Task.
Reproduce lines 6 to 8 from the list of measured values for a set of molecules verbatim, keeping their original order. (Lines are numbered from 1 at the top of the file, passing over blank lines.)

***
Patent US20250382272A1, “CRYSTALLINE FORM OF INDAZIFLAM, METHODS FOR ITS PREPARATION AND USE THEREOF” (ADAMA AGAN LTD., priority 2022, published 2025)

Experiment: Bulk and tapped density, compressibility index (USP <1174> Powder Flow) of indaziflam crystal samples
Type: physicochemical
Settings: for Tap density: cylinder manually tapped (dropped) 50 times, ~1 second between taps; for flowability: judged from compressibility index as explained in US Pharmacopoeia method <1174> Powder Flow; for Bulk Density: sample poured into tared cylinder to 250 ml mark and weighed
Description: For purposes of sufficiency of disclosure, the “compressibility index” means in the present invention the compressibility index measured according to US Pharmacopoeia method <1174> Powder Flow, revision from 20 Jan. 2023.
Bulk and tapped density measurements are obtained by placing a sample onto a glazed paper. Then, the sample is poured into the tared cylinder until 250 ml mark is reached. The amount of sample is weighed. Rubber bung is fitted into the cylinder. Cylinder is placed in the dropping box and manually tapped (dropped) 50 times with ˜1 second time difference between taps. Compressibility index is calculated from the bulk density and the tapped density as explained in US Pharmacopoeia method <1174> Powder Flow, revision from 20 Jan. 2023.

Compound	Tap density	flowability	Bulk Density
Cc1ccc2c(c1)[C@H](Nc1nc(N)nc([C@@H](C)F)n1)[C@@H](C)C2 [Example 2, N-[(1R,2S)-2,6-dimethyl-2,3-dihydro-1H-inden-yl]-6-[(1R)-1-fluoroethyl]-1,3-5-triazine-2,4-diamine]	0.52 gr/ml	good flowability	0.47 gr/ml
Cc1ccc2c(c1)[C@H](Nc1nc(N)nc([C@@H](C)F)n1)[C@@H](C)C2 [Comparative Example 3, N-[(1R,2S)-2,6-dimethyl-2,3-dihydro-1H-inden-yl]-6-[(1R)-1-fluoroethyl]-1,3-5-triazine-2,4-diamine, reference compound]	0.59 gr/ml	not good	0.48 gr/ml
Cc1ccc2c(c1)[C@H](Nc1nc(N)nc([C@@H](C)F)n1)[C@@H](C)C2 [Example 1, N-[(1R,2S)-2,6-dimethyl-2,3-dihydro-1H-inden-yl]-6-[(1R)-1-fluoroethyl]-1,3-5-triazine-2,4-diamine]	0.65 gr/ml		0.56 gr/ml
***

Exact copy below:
Bulk and tapped density measurements are obtained by placing a sample onto a glazed paper. Then, the sample is poured into the tared cylinder until 250 ml mark is reached. The amount of sample is weighed. Rubber bung is fitted into the cylinder. Cylinder is placed in the dropping box and manually tapped (dropped) 50 times with ˜1 second time difference between taps. Compressibility index is calculated from the bulk density and the tapped density as explained in US Pharmacopoeia method <1174> Powder Flow, revision from 20 Jan. 2023.

Compound	Tap density	flowability	Bulk Density
Cc1ccc2c(c1)[C@H](Nc1nc(N)nc([C@@H](C)F)n1)[C@@H](C)C2 [Example 2, N-[(1R,2S)-2,6-dimethyl-2,3-dihydro-1H-inden-yl]-6-[(1R)-1-fluoroethyl]-1,3-5-triazine-2,4-diamine]	0.52 gr/ml	good flowability	0.47 gr/ml